Recently, many of us have got used to working from home a lot more. Technology has made video calling available to anyone with a laptop or a mobile phone, and for some this has been a great thing.
For counselling, though, I have to be honest. It is not usually my first choice. Despite the convenience factor I would always recommend attending sessions in person if at all possible.
Online sessions can work, but they make you realise the importance of being physically present with another person. That sense of connectedness is harder to find through a webcam and a microphone. It seems to place a psychological barrier between the therapist and the client, making it more difficult to pick up on emotional cues. There is also the potential for the client to feel disconnected from the process; perhaps not feeling able to share, or even sharing more than they would normally, due to the synthetic space which is the virtual counselling room.
All that said, if we are aware of the potential pitfalls, online counselling may provide the only practicable option for some people due to health or mobility constraints. Certainly in the current situation, many may feel unable to attend in person, and I want to offer a service which fully supports those people.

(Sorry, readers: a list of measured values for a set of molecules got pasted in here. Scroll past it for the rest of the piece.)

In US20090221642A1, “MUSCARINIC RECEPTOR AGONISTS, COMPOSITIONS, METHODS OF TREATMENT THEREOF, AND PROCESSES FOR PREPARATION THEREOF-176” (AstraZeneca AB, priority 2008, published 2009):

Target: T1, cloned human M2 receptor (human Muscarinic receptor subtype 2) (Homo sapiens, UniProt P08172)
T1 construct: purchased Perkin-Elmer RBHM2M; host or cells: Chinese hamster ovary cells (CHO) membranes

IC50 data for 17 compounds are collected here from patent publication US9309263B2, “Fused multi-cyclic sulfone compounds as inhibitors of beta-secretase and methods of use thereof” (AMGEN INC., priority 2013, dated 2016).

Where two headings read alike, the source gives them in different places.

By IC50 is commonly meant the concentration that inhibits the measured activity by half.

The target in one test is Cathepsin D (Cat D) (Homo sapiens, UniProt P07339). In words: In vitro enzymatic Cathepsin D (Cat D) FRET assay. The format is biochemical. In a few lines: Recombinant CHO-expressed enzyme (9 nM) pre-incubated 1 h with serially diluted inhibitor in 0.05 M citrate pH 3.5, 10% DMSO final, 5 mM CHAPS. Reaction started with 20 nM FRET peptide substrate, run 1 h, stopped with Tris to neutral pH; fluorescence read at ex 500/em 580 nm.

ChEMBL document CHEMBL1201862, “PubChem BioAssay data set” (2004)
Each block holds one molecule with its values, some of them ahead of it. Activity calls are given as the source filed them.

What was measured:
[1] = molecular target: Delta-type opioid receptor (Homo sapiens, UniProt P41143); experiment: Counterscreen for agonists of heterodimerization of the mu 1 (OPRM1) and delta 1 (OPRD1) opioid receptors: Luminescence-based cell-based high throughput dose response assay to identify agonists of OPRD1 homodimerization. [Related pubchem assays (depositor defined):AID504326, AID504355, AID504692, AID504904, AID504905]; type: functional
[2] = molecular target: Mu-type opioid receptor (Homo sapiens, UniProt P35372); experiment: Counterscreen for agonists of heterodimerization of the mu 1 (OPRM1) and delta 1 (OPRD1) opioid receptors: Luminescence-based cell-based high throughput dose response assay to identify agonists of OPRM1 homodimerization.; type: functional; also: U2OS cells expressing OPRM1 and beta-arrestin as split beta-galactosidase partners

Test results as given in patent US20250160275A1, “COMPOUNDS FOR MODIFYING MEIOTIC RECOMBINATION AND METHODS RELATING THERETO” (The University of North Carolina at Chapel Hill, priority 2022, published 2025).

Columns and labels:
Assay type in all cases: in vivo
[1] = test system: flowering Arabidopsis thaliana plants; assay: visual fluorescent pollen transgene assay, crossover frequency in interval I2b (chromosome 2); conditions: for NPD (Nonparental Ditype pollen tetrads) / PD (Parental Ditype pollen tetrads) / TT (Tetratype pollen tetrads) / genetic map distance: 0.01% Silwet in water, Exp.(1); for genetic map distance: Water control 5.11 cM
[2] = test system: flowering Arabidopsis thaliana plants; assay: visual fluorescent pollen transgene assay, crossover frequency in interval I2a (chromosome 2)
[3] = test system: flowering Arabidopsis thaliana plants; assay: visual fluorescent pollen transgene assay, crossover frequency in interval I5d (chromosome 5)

I am therefore able to offer counselling by Zoom, subject to a few important considerations:
As with in-person sessions, online sessions will run to time. I will send a zoom link and password via email or text before the session starts. The same protocols regarding timing, payment and attendance will apply to online sessions as for in-person sessions.
It is important that both parties feel that the situation is working for them, and this can be discussed at any point. If all of these considerations are properly managed, online counselling can be both safe and effective.
More about Zoom here: https://zoom.us/